USC/ETV win Telly Award and pair of Emmy Awards
Three ETV documentaries produced with the University of South Carolina have won a 2010 bronze Telly Award and 2010 Southeast Regional Emmy Awards.
“Finding Clovis,” part of ETV’s weekly documentary series, “Carolina Stories,” won a Telly in the documentary category. It featured USC archaeologist Dr. Al Goodyear and research on the sudden disappearance of the Clovis people, an ancient tribe of hunters and skilled toolmakers who flourished in South Carolina more than 13,000 years ago.
Produced by Steve Folks, the documentary was set at the university’s Topper excavation site in Allendale and featured Dr. Dennis Stanford from the Smithsonian Institution and geophysicist Dr. Allen West from Arizona. Goodyear began working with West in 2007 to investigate the possibility of a massive comet that may have contributed to the decline of the Clovis People. Called the Younger - Dryas Event, the theory has received international attention.
USC’s Topper archaeological dig site is considered one of the most important Clovis sites in the United States and is home to some of the most significant research on earliest man in America. Goodyear’s findings suggest an occupation of an earlier pre-Clovis people who date back some 50,000 years, research that has sparked scientific debate and interest.
“Take on the South,” a series of eight, one-hour debates about the American South, won a Southeast Regional Emmy Award for set design. The winning broadcast, titled “What Is the Most Influential Southern Novel of the 20th Century?” featured a debate among USC Southern historian Dr. Walter Edgar and Southern scholars Dr. Trudier Harris, University of North Carolina, and Dr. Noel Polk, Mississippi State University. The broadcast also was nominated for an Emmy in programming excellence.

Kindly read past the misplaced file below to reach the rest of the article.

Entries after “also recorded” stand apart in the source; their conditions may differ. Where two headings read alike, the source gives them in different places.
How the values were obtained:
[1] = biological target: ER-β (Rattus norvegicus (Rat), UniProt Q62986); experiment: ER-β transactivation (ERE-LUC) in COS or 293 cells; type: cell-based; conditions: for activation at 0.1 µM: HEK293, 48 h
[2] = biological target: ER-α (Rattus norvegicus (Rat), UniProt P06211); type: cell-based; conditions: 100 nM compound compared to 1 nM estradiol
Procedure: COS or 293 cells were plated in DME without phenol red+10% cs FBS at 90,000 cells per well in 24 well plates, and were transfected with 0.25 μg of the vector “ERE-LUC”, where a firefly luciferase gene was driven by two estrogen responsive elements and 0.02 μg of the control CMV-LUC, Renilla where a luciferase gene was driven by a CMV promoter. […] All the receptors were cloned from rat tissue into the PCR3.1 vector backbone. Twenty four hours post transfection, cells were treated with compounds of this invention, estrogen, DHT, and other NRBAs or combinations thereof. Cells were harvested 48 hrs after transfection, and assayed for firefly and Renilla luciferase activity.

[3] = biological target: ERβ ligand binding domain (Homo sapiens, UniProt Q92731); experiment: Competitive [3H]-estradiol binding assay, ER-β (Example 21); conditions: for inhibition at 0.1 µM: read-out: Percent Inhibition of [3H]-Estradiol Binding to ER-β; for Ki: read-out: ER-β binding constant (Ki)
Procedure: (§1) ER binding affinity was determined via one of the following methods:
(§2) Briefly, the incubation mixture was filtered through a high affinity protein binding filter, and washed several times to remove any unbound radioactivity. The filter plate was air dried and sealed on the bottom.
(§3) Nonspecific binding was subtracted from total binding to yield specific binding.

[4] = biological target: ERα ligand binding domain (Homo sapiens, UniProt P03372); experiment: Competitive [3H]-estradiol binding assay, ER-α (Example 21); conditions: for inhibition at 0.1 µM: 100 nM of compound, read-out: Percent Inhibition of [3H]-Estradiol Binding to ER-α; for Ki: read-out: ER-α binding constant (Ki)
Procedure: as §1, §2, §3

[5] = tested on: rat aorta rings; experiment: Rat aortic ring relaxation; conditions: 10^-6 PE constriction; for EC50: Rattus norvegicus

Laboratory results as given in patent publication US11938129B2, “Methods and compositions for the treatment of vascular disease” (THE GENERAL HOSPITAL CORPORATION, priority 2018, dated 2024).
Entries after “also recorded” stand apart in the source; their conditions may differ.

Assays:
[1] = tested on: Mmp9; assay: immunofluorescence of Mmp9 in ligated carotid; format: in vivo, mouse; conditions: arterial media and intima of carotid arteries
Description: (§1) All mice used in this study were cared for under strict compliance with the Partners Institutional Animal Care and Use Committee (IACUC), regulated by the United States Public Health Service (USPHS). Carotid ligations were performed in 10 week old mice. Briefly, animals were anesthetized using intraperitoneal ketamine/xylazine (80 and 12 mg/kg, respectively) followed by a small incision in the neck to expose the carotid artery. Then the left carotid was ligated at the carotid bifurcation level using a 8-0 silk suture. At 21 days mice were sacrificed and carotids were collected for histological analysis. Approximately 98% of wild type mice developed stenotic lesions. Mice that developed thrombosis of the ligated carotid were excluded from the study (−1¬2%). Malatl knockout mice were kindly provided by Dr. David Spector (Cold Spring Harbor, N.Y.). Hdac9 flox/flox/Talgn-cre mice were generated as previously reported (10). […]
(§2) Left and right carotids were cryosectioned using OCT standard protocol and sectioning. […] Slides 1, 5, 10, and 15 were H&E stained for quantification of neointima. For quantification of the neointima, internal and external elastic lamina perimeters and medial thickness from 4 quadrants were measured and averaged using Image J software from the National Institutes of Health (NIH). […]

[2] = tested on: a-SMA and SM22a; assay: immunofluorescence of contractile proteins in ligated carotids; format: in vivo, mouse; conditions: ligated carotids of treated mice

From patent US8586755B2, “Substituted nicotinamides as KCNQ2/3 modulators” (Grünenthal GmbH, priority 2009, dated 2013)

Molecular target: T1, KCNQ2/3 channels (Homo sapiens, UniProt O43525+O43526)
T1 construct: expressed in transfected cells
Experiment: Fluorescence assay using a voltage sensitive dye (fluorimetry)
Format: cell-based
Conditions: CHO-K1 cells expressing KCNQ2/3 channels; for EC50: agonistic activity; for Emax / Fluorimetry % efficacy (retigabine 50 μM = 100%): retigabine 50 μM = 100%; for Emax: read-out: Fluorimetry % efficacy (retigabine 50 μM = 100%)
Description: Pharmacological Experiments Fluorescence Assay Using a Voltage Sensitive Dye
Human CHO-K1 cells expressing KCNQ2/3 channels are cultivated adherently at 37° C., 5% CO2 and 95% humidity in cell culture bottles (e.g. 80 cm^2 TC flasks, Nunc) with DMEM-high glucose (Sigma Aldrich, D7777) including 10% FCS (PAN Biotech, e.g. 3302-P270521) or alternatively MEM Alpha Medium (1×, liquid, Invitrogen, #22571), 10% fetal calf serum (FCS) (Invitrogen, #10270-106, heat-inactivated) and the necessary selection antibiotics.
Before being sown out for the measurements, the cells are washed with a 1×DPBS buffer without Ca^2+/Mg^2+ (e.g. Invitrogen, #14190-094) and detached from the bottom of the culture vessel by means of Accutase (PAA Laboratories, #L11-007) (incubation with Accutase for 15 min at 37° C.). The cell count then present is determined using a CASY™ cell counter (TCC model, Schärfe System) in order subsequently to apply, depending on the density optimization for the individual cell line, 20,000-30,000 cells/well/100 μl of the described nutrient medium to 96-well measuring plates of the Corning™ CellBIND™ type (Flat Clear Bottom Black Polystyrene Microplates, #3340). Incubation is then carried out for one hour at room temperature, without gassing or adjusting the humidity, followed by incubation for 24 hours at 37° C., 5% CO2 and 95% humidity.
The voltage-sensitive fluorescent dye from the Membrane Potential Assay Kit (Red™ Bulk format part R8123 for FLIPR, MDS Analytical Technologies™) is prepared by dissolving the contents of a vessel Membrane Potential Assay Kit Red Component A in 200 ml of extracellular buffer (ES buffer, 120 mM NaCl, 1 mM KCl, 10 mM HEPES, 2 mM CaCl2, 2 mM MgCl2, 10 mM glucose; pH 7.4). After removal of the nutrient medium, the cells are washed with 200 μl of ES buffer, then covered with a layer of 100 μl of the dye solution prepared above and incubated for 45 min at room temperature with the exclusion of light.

The “Take on the South” series is produced for USC’s Institute for Southern Studies under a grant provided by the Watson-Brown Foundation of Thomson, Ga. Edgar, who holds four professorships in the university’s College of Arts and Sciences, is director of USC’s Institute for Southern Studies. He hosts “Walter Edgar’s Journal,” a program that airs statewide Fridays at noon on ETV Radio and looks at contemporary events in context.
The “Carolina Stories” won an Emmy for outstanding achievement for its installment, titled “Carolina Caught.” Narrated by USC naturalist-in-residence Rudy Mancke, the program examined the challenges of South Carolina’s shrimping industry and follows Errol Hattaway, one of the remaining shrimp-boat fishermen in McClellanville.
Mancke, whose long tenure on ETV’s syndicated “NatureScene” program made him a household name in South Carolina, was appointed USC’s first naturalist-in-residence early this year. His undergraduate course, “Natural History of South Carolina,” is among the university’s most popular course offerings.
The University of South Carolina’s Topper archaeological dig site – home to some of the most significant research on earliest man in America – has been the subject of several documentaries that have aired statewide and nationally. http://www.allendale-expedition.net/
ETV “Carolina Stories” airs every Thursday at 9 p.m. on ETV. The series highlights South Carolina’s rich cultural and historical landscape. http://www.scetv.org/carolinastories
ETV “Take on the South” is an occasional series that explores various aspects of Southern culture, including politics, the economy, sports and the arts. The next program is slated to air in the fall of 2010 on ETV and will debate which sport is more important to the South: Football or NASCAR. http://www.scetv.org/takeonthesouth